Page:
TensionCosmetics tension

The adhesive force measured of the return, tension, stroke of the test is an indication of the stickiness of the product. This may be an undesirable attribute of a cream required to be silky to the touch.

  • Moisturiser stickiness

  

 

Gel testingGel testing

Many cosmetics products include gelling agents in their formulations. Gel industry standard tests for the raw ingredient or the final product, which is in the form of a gel, may be performed to evaluate the strength.

  • Hair gel hold strength comparisons
  • Bloom strength testing

Trusted by customers across the world

Nestle purchased a texture system from Food Technology Corporation in 2006. Since then I have recommended the texture system to several vendors in North and Central America. Staff at FTC was able to develop a simple training manual and procedure for the texture system allowing easy training in short period of time.

From purchasing of equipment through to installation and start-up, the level of personal care and service was remarkable. Shirl Lakeway and his staff at Food Technology Corporation are patient and understanding, and are always at our disposal for any assistance. Since we bought the equipment we have had no problems and feel very secure knowing that we can count on FTC for their support and service.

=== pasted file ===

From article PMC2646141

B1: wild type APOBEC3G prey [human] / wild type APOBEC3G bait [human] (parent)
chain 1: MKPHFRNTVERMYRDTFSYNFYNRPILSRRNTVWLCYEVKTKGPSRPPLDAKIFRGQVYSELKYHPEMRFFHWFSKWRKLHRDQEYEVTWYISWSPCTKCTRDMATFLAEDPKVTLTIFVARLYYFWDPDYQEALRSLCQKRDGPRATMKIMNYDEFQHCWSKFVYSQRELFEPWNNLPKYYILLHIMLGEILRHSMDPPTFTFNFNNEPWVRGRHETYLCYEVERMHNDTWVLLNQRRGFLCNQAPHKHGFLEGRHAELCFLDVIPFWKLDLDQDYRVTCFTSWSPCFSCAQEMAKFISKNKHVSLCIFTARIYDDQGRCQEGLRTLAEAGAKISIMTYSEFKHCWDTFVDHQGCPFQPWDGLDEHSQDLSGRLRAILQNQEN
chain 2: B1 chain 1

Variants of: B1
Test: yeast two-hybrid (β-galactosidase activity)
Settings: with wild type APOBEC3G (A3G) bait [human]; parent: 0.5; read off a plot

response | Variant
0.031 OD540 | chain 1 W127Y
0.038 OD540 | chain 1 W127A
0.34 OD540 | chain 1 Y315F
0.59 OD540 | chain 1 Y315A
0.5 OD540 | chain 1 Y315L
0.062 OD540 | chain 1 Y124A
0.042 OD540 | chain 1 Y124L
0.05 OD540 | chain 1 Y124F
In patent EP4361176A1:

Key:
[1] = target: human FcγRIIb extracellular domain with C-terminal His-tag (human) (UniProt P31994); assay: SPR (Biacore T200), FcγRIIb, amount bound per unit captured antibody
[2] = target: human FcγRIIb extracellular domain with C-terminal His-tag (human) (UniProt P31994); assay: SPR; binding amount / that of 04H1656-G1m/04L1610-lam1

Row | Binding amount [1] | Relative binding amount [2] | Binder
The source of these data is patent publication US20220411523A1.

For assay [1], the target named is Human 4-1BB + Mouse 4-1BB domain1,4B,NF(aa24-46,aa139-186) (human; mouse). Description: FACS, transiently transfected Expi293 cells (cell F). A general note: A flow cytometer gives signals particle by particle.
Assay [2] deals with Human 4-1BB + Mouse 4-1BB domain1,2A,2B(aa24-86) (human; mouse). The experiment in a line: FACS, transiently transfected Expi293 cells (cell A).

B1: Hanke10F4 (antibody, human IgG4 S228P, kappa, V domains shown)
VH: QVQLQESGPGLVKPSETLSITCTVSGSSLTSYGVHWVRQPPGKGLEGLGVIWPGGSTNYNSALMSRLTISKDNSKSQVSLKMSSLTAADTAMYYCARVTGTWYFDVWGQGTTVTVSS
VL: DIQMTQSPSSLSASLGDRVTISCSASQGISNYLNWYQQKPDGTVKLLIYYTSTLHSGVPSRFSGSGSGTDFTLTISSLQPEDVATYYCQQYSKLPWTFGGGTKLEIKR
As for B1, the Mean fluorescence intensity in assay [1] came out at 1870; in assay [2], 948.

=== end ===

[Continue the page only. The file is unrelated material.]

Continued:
Dr Mawele Shamaila, Nestle - USA
http://www.nestleusa.com/

As a Meat Scientist and program leader for the University of Nevada, Reno, I need to ensure that equipment I use in my lab is reliable, durable, versatile, and accurate. For texture analysis of meats, there are many systems available in the market. Over the last 15 years of my career, I¹ve worked with many of them and had great and bad experiences with different brands.

Last year, I decided to try a different system for my lab, the TMS-Pro Texture Analyzer from Food Technology Corporation. The system has all the attributes I was expecting to conduct texture and shear force analysis in a quick and not complicated way. The customer support provided by them is outstanding and their technicians are always ready to walk me through new procedures and initial set up. If you are looking for a reliable system for food texture analysis and special customer service, the TMS-Pro is the system to go for and the Food Technology Corporation is the one that can deliver the support.

Amilton de Mello
Assistant Professor of Agriculture, Meat Science and Food Safety
https://www.unr.edu/anvs

Excellent customer service. Consistently followed up and offered help without asking. Relatively low priced - provides good value. 

Easy to switch different load cells. Used it for 5 lab sessions for 68 students this semester and performed well.

 

 

Professor Jeyam Subbiah, University of Nebraska
https://nebraska.edu/